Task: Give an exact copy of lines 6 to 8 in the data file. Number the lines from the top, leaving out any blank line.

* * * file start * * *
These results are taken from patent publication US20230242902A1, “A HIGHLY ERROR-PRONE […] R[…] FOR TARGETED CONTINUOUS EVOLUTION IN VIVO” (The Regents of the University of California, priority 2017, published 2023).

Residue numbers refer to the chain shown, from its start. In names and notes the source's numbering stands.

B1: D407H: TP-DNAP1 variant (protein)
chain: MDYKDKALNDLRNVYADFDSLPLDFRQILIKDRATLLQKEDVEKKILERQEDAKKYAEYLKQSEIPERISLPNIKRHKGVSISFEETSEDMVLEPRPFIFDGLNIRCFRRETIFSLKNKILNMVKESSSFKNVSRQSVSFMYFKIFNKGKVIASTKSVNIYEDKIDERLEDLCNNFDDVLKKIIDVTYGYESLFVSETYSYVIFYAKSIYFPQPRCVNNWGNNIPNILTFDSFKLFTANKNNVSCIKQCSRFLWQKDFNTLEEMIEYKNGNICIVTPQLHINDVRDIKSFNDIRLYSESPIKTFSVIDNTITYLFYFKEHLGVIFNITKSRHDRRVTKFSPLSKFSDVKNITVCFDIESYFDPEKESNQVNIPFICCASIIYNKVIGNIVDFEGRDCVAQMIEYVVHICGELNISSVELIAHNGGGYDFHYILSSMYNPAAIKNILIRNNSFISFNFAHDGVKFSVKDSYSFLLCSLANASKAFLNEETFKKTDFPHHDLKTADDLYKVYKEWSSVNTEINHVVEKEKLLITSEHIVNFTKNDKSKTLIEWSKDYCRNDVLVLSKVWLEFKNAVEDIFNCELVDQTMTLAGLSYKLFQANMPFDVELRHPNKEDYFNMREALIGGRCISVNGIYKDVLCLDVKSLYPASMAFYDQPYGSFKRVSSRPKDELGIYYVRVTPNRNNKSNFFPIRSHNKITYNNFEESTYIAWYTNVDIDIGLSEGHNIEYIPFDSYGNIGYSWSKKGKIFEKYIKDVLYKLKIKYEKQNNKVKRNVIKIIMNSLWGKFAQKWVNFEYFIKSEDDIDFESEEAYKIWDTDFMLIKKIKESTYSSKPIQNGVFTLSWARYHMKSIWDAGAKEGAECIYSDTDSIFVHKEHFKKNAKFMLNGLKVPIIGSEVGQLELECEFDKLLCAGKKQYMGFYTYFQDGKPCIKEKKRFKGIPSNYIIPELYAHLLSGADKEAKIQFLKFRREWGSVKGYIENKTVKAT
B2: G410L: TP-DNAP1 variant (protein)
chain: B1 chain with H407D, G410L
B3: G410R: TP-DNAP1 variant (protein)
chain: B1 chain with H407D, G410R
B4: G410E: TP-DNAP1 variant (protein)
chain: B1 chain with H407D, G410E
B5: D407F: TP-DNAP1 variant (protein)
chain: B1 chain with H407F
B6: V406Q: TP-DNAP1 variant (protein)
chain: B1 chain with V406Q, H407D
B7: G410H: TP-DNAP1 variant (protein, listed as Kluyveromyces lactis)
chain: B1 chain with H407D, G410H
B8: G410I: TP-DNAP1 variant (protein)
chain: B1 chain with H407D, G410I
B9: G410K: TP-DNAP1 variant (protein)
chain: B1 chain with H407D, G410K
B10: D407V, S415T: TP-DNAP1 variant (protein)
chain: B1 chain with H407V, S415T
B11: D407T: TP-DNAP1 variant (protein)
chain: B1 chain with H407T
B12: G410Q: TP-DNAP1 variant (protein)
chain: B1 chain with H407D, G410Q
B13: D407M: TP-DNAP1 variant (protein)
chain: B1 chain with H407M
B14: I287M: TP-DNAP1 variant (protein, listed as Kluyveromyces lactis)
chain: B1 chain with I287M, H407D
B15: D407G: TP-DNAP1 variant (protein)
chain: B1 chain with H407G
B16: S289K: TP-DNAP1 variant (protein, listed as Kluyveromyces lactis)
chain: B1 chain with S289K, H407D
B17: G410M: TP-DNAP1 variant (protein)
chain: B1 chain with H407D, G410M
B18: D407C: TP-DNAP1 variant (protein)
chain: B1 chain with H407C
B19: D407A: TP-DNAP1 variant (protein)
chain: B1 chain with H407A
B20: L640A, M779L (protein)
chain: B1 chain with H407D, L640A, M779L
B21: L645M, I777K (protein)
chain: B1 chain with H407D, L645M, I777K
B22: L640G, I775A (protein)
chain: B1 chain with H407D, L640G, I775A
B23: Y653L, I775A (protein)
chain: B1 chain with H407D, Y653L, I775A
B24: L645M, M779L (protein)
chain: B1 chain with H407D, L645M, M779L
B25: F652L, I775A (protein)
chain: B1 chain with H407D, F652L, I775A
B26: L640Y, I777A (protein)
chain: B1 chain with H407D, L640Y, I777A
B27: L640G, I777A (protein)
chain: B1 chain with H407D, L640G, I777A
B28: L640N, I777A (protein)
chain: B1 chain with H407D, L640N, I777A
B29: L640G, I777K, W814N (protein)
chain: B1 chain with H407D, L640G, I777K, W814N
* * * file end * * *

chain: B1 chain with H407D, G410L
B3: G410R: TP-DNAP1 variant (protein)
chain: B1 chain with H407D, G410R